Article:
Nova Scotia

Appeal board upholds Nova Scotia SPCA's seizure of 35 dogs

The Nova Scotia SPCA has been awarded custody of 35 border collies and Jack Russell terriers seized in Wolfville, N.S., last month.

Karin Robertson, 57, faces 2 animal cruelty charges

One of the dogs seized on Dec. 10, 2019, from a property near Wolfville, N.S. (Nova Scotia SPCA — Enforcement/Facebook)

The Nova Scotia SPCA has been awarded legal custody of 35 dogs seized from a Wolfville, N.S., property last month.

The decision was made late on Thursday, said Jo-Anne Landsburg, chief provincial inspector of the Nova Scotia SPCA.

"We're very pleased with this decision," she said. "It means we can continue giving the support and the care that they've already received."

Thirty-five Jack Russell terriers and border collies were seized from 57-year-old Karin Robertson's home near Wolfville on Dec. 10.

Three of the five animal welfare appeal board members heard Robertson's case on Dec. 30 where she appealed the seizure of the dogs. She faces two charges of animal cruelty.

Jo-Anne Landsburg is the chief provincial inspector for the Nova Scotia SPCA. (Paul Poirier)

Landsburg said the dogs are being kept in the Dartmouth, N.S., area. She said the SPCA hopes to get the dogs to a point where they can be rehomed, adding that all the puppies in their care will be able to be raised in home environments.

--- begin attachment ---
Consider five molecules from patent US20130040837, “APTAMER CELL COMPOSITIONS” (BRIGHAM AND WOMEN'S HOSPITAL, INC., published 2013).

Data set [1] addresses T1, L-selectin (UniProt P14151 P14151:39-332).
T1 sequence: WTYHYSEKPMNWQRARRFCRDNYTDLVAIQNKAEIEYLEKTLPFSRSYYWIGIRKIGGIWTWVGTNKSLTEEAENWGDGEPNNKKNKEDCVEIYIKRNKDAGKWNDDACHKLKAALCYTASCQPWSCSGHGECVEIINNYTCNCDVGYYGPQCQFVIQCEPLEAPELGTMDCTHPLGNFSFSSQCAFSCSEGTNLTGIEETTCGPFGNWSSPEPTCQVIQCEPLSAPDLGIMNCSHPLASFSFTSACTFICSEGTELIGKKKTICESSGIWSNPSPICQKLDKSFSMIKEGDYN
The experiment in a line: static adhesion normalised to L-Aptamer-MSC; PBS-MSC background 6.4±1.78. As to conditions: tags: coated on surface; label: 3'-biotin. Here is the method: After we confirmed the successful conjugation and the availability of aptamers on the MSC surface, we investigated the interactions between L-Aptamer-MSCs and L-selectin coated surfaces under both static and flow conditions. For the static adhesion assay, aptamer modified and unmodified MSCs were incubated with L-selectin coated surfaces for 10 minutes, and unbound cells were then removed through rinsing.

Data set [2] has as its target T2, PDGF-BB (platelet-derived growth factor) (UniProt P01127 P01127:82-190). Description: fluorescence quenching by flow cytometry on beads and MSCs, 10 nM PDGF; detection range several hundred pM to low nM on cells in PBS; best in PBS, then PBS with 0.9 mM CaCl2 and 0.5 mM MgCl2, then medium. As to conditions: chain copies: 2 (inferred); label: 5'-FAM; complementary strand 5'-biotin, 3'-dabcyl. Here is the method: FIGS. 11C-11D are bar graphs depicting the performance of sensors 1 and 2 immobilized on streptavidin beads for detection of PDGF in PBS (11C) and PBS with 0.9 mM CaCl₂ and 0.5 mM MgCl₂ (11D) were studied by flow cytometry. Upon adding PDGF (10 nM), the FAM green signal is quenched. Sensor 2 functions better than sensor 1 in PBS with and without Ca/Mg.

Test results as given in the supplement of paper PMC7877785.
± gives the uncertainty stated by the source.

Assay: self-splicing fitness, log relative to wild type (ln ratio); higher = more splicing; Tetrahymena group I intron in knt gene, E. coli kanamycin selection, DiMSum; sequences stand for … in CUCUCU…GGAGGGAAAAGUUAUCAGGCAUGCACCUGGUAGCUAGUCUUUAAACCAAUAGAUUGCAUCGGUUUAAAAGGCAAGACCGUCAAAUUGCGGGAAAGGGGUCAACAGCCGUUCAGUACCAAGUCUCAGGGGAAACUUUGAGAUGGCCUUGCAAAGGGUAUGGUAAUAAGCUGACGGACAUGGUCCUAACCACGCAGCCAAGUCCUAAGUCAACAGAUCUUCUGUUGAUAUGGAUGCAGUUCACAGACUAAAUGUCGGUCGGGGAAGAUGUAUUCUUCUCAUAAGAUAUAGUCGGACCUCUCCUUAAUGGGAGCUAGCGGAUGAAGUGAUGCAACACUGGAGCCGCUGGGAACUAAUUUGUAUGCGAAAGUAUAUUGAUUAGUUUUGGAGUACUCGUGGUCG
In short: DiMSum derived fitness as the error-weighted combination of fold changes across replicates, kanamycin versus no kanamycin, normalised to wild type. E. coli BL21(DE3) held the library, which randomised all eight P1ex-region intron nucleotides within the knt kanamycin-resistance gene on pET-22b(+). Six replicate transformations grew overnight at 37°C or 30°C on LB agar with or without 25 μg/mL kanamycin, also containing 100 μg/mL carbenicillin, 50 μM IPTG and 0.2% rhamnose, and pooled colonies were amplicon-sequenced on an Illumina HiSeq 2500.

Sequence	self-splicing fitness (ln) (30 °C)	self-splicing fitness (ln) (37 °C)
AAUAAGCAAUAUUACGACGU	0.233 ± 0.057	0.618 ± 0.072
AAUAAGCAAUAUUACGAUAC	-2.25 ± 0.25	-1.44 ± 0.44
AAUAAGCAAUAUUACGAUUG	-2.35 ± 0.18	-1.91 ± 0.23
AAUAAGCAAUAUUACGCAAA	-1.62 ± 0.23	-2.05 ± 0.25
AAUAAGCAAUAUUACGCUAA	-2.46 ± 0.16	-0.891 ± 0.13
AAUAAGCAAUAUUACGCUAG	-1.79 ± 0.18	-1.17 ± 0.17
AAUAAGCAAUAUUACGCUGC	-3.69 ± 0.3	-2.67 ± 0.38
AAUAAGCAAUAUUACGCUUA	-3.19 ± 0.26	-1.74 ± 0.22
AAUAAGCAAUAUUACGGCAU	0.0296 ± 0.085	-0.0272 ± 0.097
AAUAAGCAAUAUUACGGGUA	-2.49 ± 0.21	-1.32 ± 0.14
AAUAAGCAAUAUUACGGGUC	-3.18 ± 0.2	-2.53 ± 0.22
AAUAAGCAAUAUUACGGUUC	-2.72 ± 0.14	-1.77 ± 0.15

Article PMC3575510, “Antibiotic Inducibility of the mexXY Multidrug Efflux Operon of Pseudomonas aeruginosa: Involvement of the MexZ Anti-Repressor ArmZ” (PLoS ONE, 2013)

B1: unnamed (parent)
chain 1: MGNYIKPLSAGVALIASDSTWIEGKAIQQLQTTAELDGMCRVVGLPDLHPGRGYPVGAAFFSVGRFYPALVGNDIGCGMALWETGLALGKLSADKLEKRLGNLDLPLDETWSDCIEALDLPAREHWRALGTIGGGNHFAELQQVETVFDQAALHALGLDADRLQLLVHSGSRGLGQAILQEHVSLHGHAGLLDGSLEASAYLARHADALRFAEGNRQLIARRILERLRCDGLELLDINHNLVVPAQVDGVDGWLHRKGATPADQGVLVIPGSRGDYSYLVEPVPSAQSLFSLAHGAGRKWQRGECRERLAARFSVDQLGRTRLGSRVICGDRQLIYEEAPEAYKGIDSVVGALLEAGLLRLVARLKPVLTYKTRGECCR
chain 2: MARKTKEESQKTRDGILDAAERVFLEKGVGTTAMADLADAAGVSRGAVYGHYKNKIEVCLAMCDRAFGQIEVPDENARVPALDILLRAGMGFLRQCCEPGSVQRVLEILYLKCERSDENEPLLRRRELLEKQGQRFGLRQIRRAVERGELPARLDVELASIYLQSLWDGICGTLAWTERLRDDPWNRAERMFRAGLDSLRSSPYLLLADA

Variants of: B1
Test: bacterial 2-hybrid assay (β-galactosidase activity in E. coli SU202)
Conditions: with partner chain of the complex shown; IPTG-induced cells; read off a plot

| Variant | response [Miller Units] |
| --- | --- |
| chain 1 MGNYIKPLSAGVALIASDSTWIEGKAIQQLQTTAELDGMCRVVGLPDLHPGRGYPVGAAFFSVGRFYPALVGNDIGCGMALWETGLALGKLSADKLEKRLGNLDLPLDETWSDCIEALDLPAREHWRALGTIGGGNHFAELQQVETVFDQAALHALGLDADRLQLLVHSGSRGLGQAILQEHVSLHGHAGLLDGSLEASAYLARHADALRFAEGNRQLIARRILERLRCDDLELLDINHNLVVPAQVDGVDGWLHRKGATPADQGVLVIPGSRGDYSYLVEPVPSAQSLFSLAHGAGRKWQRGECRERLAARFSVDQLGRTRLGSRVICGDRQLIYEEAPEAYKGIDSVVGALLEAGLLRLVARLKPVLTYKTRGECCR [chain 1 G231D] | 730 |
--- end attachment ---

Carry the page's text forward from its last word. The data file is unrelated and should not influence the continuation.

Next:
"It was a very difficult case, but we're happy with the end result so far," she said.

The SPCA said this is one of the largest dog seizures in the province's history. More than 150 people showed up in support of the SPCA at Monday's appeal hearing.

'My dogs have always come first'

The dogs were seized after the SPCA began issuing compliance orders about "unsanitary conditions" and "space regulations" at Robertson's property in September.

Robertson is facing charges of failing to comply with orders in relation to bringing the environment of the animals up to minimum standards and for causing an animal to be in distress through her actions.

Karin Robertson speaks to the media after her appeal hearing on Dec. 30, 2019. (Paul Poirier/CBC)

On Monday, Robertson admitted she had too many dogs on her property, and said she suddenly had more dogs than she could handle after online complaints hampered her business.

"They were always fed, they were always well cared for and well loved, but I was getting tired because it was a lot of work," she said. "But my dogs have always come first."

Robertson is scheduled to appear in Kentville provincial court on Jan. 21.